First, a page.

After selling 20,000 refurbished computers in 5 years, RenewIT wants to make them affordableSindhu Kashyaap
There is an old laptop that has been lying around. It isn’t of any use at the moment, as you’ve already purchased the latest model and your data has been transferred and secured. There are limited options for IT scrap, especially, in corporate and large organisations that change their systems once every two or three years. Who would possibly use these systems?
RenewIT was set up in 2010 to answer this question. It buys old computers and laptops from organisations, refurbishes and tests them on quality benchmarks and markets it to schools, NGOs or anybody who cannot afford to buy a computer at the current market rates.
Starting the process
Says Mukund BS, Co-founder, RenewIT, “The mission of RenewIT is to make computers affordable to every Indian.” The idea came to Mukund at a wedding when he met someone from the US who would buy back old computers and laptops from large organisations and strip them down and re-sell the parts to companies who were into after-sales support.
“At the same time, Raghav, my cousin, was looking to upgrade his laptop and the security guard at his apartment was looking to buy an affordable computer,” adds Mukund. The duo put the two incidents together and realised that while there are several large organisations which can afford to buy top-end models every two or three years, there was a wide segment of people which cannot afford to buy a new Rs 20,000 laptop or computer.
“We’ve seen how mobile penetration increased with dropping prices; we hoped that something like this could be achieved with computers. We believe that digital literacy cannot be achieved only with a mobile or a tablet,” adds Mukund.
This is true as most jobs today need some basic computer knowledge. The team currently focusses on buying computers from large corporations, because individual buys is logistics-heavy and not scalable. “The idea is to get laptops, computers and servers at an economical rate, which isn’t so with individuals,” says Mukund.
Creating a new space
Getting the foot through the door was easy for the duo, as the organisations were anyway looking to get rid of their IT scrap. However, corporates have their own cycles of disposal, don’t give small numbers and deal only with bulks. So, the initial days were challenging, right until they could get a critical mass of companies they could source the computers from.
Over the last five years, RenewIT has met with over 500 companies and is in touch with them on a continuous basis. In the initial days, since it was working on scrap, the companies would sell on a ton basis. For example, one ton of scrap would be sold for Rs 30 as it was predominately an unorganised sector.
With time, the team explained to the organisations that one model price would be different from the other.
“So just like in used cars where there are factors like model, year of built and kilometres used, we decided to do the same with computers. We got a team to inspect the computers, and give a report with the computer configuration, issues and other details, and then put a price for the lot,” says Mukund.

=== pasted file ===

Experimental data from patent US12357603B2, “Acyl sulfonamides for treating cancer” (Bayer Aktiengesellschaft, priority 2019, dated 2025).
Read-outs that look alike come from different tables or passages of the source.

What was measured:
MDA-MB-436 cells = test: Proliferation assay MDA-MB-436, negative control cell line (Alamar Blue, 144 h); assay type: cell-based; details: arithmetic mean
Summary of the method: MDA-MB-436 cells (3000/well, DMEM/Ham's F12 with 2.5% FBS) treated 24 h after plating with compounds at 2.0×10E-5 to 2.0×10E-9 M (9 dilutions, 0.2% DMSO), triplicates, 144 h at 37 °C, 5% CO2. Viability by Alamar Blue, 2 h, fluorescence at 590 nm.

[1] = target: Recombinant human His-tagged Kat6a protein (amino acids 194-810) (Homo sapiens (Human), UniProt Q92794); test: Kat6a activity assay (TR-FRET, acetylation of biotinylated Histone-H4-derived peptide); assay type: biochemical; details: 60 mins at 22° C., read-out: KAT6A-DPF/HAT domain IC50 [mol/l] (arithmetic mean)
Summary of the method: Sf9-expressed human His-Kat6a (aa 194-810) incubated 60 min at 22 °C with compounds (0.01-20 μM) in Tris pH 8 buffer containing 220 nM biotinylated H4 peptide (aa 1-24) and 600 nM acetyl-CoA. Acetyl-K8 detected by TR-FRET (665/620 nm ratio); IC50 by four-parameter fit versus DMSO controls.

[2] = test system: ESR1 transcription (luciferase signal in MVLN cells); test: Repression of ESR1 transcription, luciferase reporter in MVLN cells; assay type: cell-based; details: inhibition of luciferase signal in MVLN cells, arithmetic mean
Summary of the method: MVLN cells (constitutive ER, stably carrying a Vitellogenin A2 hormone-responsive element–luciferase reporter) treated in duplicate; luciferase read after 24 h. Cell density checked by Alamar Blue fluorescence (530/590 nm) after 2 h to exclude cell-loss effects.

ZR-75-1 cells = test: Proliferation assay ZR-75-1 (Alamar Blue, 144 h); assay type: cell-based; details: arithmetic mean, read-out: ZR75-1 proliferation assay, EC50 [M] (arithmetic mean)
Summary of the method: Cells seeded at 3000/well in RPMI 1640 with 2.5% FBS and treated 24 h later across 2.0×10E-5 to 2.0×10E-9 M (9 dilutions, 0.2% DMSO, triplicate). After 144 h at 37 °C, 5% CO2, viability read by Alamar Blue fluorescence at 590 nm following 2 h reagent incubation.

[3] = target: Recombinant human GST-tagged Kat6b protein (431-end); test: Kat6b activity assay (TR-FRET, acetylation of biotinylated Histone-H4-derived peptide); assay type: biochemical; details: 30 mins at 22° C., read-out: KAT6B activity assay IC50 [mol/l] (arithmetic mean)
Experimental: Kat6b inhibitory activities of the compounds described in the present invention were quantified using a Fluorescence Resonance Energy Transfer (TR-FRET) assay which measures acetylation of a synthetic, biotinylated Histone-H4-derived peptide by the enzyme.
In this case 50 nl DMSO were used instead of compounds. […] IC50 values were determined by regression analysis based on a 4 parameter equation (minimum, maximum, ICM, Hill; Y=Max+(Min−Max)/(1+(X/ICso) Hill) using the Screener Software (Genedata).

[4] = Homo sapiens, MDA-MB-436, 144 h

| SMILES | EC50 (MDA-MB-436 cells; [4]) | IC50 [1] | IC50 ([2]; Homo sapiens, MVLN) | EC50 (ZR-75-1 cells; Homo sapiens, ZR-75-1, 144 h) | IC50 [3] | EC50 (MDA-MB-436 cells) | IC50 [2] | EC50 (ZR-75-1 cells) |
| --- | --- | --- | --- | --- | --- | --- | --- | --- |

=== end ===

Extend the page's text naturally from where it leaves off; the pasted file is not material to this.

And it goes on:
While some corporates saw value, others didn’t. For them it was just about getting it out of the system. The team, therefore, works with companies and organisations that see value in this proposition. In the beginning, Mukund would personally go to the organisations with a logistics provider to ensure that the systems are packed and checked thoroughly.
Growth over the years
With time, the team has tied up with logistics providers who understand the business and the parameters for packaging. The buying price of the computer varies dramatically from a working model to a non-working model: from as low as Rs 300 for a unit to Rs 10,000, depending on the specs of the system. The selling price runs from Rs 4000 to Rs 25,000.
Once the team buys the computers, refurbishment of the system is the next stage, for which the they have a standardised process in place.
The team has built servers with drivers and testing software, which brings even semi-skilled and unskilled people up to speed after just a couple of weeks of training and work on the refurbishment process. The team is recruited from ITES and currently consists of technicians, managers and sales people.
RenewIT ended 2014 with revenue of Rs 3 crore and has refurbished and sold close to 20,000 computers till date. The company is growing at approximately 30 to 40 per cent year-on-year. The company is bootstrapped, and broke even in the second year of its operations.
“Even if we are doing social good, we need to be sustainable, and we can’t keep asking for grants and burning through funds,” adds Mukund. He believes there are several processes that needs to be standardised before they seek external funding.
The team has been setting computer labs at government schools and low cost private schools. Sunitha Perumal, who works at one of the schools that RenewIT supplies its computers to, says that the experience they’ve had with the team has been great. The school had wanted computers to help students learn about them. And now, computer education has become an important facet of education for them, she says.
In the last year, RenewIT became India’s first Microsoft-authorised re-furbisher and reseller. It now provides Microsoft licences at discounted prices with the hardware. RenewIT is also in talks with the Uttar Pradesh government to help set up computer labs and computers for schools in the State.